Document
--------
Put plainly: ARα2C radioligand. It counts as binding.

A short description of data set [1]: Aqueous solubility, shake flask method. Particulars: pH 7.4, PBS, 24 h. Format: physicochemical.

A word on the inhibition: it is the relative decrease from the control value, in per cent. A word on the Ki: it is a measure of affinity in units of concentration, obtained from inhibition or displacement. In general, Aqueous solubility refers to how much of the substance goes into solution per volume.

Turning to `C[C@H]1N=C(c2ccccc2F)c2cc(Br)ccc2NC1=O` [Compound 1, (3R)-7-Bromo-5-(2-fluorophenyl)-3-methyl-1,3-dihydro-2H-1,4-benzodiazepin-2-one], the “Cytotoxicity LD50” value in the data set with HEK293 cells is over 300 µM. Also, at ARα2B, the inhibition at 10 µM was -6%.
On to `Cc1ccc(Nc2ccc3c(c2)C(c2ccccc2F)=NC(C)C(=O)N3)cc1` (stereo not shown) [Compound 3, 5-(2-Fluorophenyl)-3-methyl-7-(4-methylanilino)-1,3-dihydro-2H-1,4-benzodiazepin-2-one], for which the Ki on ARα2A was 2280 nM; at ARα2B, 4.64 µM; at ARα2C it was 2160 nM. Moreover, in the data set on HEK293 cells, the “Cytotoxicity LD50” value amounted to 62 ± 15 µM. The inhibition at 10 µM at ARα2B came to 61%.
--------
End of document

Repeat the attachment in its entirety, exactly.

Put plainly: ARα2C radioligand. It counts as binding.

A short description of data set [1]: Aqueous solubility, shake flask method. Particulars: pH 7.4, PBS, 24 h. Format: physicochemical.

A word on the inhibition: it is the relative decrease from the control value, in per cent. A word on the Ki: it is a measure of affinity in units of concentration, obtained from inhibition or displacement. In general, Aqueous solubility refers to how much of the substance goes into solution per volume.

Turning to `C[C@H]1N=C(c2ccccc2F)c2cc(Br)ccc2NC1=O` [Compound 1, (3R)-7-Bromo-5-(2-fluorophenyl)-3-methyl-1,3-dihydro-2H-1,4-benzodiazepin-2-one], the “Cytotoxicity LD50” value in the data set with HEK293 cells is over 300 µM. Also, at ARα2B, the inhibition at 10 µM was -6%.
On to `Cc1ccc(Nc2ccc3c(c2)C(c2ccccc2F)=NC(C)C(=O)N3)cc1` (stereo not shown) [Compound 3, 5-(2-Fluorophenyl)-3-methyl-7-(4-methylanilino)-1,3-dihydro-2H-1,4-benzodiazepin-2-one], for which the Ki on ARα2A was 2280 nM; at ARα2B, 4.64 µM; at ARα2C it was 2160 nM. Moreover, in the data set on HEK293 cells, the “Cytotoxicity LD50” value amounted to 62 ± 15 µM. The inhibition at 10 µM at ARα2B came to 61%.